Energy available from feed intake and mobilization of body reserves is used for growth and maintenance of the sow and for producing milk. That part of the energy that is utilized for producing milk, which in turn is used for the growth and maintenance of piglets, is considered as the output from the sow during lactation. Unlike in dairy cattle, direct measurement of milk yield is not practical in pigs. Experimental methods such as weigh-suckle-weigh or isotope dilution are complicated, labor-intensive and expensive, and hence cannot be implemented on a routine basis in a nucleus herd.

Routine evaluation of milk yield needs a simple, more straightforward measurement. The increase in body weight of piglets nursed by the sow from birth to weaning is a simple and useful indicator trait for the milk production of a sow.

The entire energy flow/energy metabolism during lactation is summarized in Figure 1.

Relationships between traits

Body resource mobilization and litter weight gain. Different studies have shown that genetic correlations of litter weight gain (an indicator trait for milk yield) with body tissue mobilization traits are significantly positive (ranging from 0.24 to 0.57), i.e., sows with a high genetic predisposition to use body reserves during lactation also have the ability to wean heavier piglets at the end of lactation.

Feed intake, body resource mobilization and litter weight gain. Studies indicate that the genetic correlation between feed intake and litter weight gain is positive, but not very high (ranging from 0.06 to 0.31). At the same time, genetic correlations of lactation feed intake with traits associated with body tissue loss during lactation are strongly negative (-0.35 to -0.70), indicating that sows that have the genetic ability to eat more during lactation show significantly smaller body tissue loss. This pattern of association — i.e., strong negative genetic correlations of feed intake with tissue mobilization traits and a relatively weak but positive genetic correlation of feed intake with litter weight gain — reflects how the dietary energy is partitioned in the sow’s body. This suggests that the feed consumed by the sow during lactation is predominantly used for reducing sow body tissue losses rather than for milk production. These results also suggest that the milk production potential of a sow is genetically more driven by body resource mobilization than by lactation feed intake.

Body reserves accumulated during gestation and litter weight gain. During gestation, dramatic changes occur in the metabolism of mammals, as the dam has to accommodate the energetic demand for the developing fetuses and for its own maintenance, and also has to allow accumulation of energy stores in anticipation of lactation. These accumulated energy sources, along with the energy depots that were replenished during the latter part of the previous lactation (by increased feed intake), act as a source of energy during lactation. Studies have shown that the genetic correlation of body reserves at the beginning of lactation with body tissue mobilization during lactation is negative, i.e., sows with genetically greater body reserves at farrowing mobilize fewer body reserves during lactation.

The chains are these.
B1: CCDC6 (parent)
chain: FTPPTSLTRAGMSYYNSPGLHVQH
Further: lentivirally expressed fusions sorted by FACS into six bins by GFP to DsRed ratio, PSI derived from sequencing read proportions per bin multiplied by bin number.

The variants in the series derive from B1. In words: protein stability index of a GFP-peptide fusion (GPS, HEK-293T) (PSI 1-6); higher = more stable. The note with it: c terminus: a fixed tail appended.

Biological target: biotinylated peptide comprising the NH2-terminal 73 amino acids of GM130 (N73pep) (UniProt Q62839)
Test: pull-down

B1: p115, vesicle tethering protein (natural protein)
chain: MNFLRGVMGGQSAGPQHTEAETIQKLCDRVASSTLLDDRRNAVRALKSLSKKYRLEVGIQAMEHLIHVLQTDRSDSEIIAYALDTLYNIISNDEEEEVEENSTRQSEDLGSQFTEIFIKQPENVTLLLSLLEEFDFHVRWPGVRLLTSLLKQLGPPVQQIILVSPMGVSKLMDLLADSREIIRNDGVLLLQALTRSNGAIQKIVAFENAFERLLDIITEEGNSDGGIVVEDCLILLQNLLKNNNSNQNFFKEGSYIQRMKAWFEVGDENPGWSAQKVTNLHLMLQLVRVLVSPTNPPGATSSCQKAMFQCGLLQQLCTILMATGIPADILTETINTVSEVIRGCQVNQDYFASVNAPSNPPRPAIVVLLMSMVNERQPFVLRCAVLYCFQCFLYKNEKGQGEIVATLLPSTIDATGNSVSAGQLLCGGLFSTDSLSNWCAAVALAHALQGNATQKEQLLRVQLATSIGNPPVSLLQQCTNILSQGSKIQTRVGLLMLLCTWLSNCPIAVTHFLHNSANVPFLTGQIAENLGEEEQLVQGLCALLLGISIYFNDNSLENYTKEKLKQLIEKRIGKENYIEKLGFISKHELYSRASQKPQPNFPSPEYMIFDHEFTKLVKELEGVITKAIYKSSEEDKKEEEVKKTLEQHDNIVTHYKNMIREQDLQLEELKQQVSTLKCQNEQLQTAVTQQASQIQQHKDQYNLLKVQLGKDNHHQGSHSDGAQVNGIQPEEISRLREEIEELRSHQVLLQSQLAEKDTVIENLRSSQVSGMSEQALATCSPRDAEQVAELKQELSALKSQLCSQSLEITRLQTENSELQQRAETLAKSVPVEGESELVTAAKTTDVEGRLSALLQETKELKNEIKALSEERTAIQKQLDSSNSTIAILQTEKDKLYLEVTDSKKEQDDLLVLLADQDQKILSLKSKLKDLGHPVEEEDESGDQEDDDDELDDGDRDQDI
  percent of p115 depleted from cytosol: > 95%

As discussed before, body reserve mobilization traits are positively correlated (genetically) with litter weight gain, i.e., sows that genetically mobilize less body reserves wean lighter litters. These two results suggest that “heavy/fat sows” at farrowing may not be “good mothers.” Fat sows have fewer protein reserves to supply substrates for milk production, compared to lean sows of similar weight, which may be a reason for their lower milk production.

Improving performance

Studies suggest that traits associated with lactation in pigs are heritable and have sufficient genetic variation, and hence these traits can be improved by means of selection. Pedigree-based genetic evaluation methods have been very successful for selecting animals for easy-to-measure traits. However, most of the traits associated with lactation and reproduction in pigs are either less heritable, appear later in life or are difficult to measure on a routine basis. So for these traits, genomic selection can be an attractive alternative to pedigree-based evaluation methods.

At Genesus, in collaboration with the University of Alberta and Iowa State University and with funding from Genome Alberta and Alberta Livestock and Meat Agency, we have conducted a detailed study of more than 1,500 Yorkshire and Landrace sows for traits associated with lactation and reproduction. The sows were weighed and scanned for backfat and loin depth at around five days before farrowing and at weaning. The piglets were individually weighed immediately after birth, at fostering and at death or weaning. Daily feed consumption of each sow was measured using automatic feed recording equipment. All sows were genotyped using the Illumina Porcine 60k SNP Chip.

Genomic prediction methods involve estimating marker effects on a training data set and then testing the effects on a validation group. Within each breed, a subset (~ [approximately] 15%) of younger animals was allocated to the validation group. Estimated breeding values using genomic prediction for the validation group of animals were arrived at by summing the marker effects estimated in the training data set for the marker values of the genotype. Accuracies of the predicted breeding values (both genomic estimated breeding value and estimated breeding value from pedigree-based methods not using genomic data) were estimated as the correlation between the breeding values and phenotypes corrected for fixed effects of the animals in the validation data set, divided by the square root of heritability of that trait. The accuracies of GEBV and EBV from pedigree-based genetic evaluations are detailed in Table 2.

Accuracies of the GEBV and EBV for the Yorkshire and Landrace sows show that there are differences between breeds. Interestingly, feed intake during lactation showed only small differences in accuracies of GEBV and EBV for either breed. For most traits in both breeds, the accuracies for the genomic prediction methods were, on average, 60% higher than pedigree-based estimates. However, it should be noted that it is probably necessary to do the analysis for each breed and combining data across breeds should be done with care. The results show promise for routine use of genomic prediction methods to predict the genetic merit of animals at a young age, especially for traits with low heritability and those that are difficult to measure.


In conclusion, traits associated with lactation in sows have a sizable genetic component and potential for genetic improvement. Including traits associated with lactation in a maternal selection index should allow concurrent improvement of sow lactation performance along with grow-finish performance. For many of these traits, there are practical challenges associated with their routine measurements. Utilization of genomic tools can be an option to overcome this problem.